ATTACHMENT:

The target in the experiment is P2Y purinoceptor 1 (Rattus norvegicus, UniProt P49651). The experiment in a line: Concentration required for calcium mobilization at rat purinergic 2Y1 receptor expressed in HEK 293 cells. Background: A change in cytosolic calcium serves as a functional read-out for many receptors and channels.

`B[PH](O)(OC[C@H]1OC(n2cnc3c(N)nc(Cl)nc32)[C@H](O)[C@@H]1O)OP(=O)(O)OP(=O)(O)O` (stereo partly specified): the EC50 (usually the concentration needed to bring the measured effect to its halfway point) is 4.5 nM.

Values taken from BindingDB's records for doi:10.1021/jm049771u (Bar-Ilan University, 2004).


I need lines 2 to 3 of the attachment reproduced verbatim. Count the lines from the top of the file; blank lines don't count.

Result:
`B[PH](O)(OC[C@H]1OC(n2cnc3c(N)nc(Cl)nc32)[C@H](O)[C@@H]1O)OP(=O)(O)OP(=O)(O)O` (stereo partly specified): the EC50 (usually the concentration needed to bring the measured effect to its halfway point) is 4.5 nM.

Values taken from BindingDB's records for doi:10.1021/jm049771u (Bar-Ilan University, 2004).